Everything You Need to Know About Clomid

Prescribed for more than 40 years, Clomid -- generic name clomiphene -- is one of the most popular fertility drugs on the market. It helps women who fail to ovulate due to polycystic ovary syndrome (PCOS) or other reasons. It can also stimulate the development of extra follicles in the ovaries of women who already do ovulate, making more eggs available for fertilization and increasing your chances of getting pregnant.

If you’re considering Clomid as an answer to your fertility issues, read on to learn more and see if it’s right for you.

How does Clomid work?

Clomid blocks estrogen production so your hypothalamus and pituitary glands can release gonadotropin-releasing hormone, follicle-stimulating hormone, and luteinizing hormone. As a result of this hormone release, your ovaries make eggs that can then be fertilized with insemination or during intercourse.

Is it effective?

Clomid has persisted for so many years because it’s quite effective in helping a woman get pregnant. Sixty to 80% of women who take Clomid do ovulate, with half of those women achieving pregnancy.

At the California Center for Reproductive Health, we usually have you take at least three cycles of Clomid to achieve pregnancy. If that doesn’t succeed, we may add other medications or move on to other treatments to complement or replace Clomid to treat your infertility.

Who is Clomid for?

Clomid is successful for women who suffer from anovulation, which means they don’t release eggs at all, or don’t release them on a predictable cycle. If you have PCOS, Clomid is often the first step in treating your infertility.

If you have another cause of irregular ovulation -- even if it’s unexplained -- you may take Clomid to stimulate a more predictable ovulation schedule, so you can time intercourse or intrauterine insemination.

You may have normal ovulation schedules, but if your partner’s sperm has a problem, you may take Clomid to increase the number of eggs you produce and improve timing of artificial insemination.

Sometimes a woman and her partner have normal fertility evaluations, but are still unable to get pregnant. Clomid is effective in increasing pregnancy rates in healthy couples with such unexplained issues.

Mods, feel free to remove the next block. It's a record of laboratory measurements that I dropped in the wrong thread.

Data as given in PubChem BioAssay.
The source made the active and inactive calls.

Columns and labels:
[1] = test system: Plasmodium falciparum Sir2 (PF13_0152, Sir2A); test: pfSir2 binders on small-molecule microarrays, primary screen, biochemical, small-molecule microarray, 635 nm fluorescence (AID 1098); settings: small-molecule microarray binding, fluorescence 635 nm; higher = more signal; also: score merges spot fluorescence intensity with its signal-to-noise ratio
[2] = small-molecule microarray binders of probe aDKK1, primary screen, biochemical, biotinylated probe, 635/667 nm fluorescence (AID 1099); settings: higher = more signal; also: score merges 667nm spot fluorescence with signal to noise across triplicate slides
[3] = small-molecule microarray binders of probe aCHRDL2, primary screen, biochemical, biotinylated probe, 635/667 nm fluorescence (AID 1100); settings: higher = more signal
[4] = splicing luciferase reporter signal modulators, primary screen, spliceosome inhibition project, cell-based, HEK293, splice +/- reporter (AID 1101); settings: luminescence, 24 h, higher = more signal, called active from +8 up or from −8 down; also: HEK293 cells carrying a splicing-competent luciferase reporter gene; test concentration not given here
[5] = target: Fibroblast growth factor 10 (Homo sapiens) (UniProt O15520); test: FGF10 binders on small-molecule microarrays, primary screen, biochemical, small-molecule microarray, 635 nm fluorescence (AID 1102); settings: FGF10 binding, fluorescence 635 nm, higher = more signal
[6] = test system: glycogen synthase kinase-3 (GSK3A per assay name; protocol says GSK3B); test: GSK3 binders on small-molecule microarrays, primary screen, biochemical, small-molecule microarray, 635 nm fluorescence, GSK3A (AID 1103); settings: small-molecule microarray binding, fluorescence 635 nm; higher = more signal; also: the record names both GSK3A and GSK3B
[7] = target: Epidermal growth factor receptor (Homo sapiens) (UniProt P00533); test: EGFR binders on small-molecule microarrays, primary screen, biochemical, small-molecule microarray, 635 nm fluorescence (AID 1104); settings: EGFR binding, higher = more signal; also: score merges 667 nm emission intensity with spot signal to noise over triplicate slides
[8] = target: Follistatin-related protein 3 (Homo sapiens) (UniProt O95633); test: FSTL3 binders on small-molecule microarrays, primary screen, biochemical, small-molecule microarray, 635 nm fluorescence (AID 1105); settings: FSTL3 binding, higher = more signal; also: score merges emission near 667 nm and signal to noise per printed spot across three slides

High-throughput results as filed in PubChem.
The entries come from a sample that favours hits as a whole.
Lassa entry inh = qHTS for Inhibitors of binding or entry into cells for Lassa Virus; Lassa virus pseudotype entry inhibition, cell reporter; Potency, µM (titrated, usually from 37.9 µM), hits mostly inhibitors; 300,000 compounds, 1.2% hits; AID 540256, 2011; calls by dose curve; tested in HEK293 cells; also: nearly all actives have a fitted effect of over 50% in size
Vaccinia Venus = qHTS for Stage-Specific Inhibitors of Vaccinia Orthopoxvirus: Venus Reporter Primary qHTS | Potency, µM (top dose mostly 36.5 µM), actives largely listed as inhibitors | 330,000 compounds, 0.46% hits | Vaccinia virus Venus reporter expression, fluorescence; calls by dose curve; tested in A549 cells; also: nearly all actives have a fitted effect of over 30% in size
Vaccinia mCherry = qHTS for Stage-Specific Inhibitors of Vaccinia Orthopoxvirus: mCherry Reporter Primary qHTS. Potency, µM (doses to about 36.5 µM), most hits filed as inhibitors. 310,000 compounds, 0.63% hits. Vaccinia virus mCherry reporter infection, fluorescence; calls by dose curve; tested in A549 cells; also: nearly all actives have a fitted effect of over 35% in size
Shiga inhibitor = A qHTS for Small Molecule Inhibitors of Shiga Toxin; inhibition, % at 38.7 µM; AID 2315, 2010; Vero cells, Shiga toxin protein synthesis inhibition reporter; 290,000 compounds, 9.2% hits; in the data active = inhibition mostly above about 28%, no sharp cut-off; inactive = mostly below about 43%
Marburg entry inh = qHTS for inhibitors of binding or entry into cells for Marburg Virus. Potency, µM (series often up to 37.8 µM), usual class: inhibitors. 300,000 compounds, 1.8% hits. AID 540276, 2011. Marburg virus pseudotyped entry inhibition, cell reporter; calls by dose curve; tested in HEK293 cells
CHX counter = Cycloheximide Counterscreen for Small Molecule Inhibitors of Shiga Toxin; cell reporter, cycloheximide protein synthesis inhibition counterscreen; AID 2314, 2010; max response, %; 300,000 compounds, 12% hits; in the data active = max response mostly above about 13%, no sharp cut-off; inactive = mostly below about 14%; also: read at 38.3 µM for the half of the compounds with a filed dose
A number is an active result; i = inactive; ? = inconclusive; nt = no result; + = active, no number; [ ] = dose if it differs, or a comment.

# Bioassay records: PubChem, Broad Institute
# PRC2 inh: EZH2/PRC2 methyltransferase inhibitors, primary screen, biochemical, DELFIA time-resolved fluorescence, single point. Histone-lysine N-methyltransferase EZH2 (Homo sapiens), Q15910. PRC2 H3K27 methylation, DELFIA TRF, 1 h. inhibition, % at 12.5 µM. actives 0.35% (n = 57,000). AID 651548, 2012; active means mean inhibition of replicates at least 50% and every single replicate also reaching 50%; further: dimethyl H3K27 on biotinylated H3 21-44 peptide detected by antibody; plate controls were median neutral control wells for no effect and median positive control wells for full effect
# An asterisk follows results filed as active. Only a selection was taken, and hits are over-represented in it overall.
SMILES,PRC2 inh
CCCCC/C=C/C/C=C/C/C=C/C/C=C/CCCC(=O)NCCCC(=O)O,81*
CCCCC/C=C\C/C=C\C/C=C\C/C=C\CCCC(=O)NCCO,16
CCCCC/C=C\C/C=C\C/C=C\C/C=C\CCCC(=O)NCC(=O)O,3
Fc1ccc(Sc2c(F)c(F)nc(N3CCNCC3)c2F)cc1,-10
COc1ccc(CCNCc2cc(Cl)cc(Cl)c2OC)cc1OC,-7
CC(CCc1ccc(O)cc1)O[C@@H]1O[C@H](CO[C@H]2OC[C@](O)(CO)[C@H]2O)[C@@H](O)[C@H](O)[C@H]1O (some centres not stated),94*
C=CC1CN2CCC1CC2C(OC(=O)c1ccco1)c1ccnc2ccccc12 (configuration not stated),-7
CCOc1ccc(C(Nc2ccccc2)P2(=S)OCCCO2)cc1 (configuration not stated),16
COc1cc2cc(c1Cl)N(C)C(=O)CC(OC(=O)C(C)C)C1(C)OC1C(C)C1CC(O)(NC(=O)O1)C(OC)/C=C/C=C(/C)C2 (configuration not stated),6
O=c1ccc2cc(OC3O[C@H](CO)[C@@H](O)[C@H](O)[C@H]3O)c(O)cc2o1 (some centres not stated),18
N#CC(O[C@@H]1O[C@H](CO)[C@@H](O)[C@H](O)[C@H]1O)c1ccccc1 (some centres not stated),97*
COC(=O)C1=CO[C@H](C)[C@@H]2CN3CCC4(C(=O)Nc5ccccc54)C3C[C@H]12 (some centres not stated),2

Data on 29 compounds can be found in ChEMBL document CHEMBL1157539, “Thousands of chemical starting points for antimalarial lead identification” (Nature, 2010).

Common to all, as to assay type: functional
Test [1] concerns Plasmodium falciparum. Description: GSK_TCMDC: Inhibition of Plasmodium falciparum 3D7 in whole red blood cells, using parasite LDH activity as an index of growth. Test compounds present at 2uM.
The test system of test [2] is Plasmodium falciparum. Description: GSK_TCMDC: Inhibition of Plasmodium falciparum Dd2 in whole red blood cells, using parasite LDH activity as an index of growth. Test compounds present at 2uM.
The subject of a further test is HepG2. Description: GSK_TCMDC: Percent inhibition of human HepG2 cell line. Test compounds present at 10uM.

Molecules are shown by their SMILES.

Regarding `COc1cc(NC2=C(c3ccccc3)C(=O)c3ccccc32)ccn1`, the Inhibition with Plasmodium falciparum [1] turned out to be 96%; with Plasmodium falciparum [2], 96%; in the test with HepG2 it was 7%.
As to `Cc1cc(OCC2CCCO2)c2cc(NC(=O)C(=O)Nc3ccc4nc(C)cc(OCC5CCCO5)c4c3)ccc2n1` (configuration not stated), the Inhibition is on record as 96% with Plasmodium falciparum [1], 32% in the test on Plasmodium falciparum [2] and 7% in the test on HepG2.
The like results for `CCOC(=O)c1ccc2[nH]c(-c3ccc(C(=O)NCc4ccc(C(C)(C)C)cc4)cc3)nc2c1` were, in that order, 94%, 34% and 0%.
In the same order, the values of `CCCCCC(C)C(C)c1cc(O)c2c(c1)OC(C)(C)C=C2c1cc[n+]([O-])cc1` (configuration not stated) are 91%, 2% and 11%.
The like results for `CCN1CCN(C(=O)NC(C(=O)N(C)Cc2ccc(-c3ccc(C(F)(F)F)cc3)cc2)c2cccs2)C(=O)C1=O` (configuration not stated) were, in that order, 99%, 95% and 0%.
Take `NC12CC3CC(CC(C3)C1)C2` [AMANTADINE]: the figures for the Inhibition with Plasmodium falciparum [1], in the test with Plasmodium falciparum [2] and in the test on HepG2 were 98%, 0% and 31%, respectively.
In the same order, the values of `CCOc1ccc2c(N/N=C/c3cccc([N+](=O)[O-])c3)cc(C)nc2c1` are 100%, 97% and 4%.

Clomid may also be prescribed along with ART, or assisted reproductive techniques. It becomes one part of an entire treatment plan.

How do you take it?

Typically, you start Clomid around the start of your menstrual cycle, between the third and fifth day after your period begins. Clomid should induce ovulation in about seven days after you’ve taken the final dose.

The staff at California Center for Reproductive Health monitors your ovaries to look for follicle and egg development using ultrasound, so we can assess the best time to schedule insemination or intercourse.

Once you find the dosage that stimulates ovulation, you’ll continue to take Clomid for about six months -- unless you get pregnant before then. After that, we move on to other fertility treatments to help you build a family.

What are the side effects?

Side effects are usually not serious. Clomid may make you feel bloated or nauseous, or cause headaches. Some women experience hot flashes and blurred vision.

Using Clomid does raise the risk you’ll have multiple births due to the stimulation of your ovaries.

At California Center for Reproductive Health, we always review your medical history before prescribing Clomid. Women who have large ovarian cysts or liver disease should not take the drug.

If you’re seeking fertility treatment and want to discuss Clomid or other therapies, call our office or schedule a consultation using the online booking tool.

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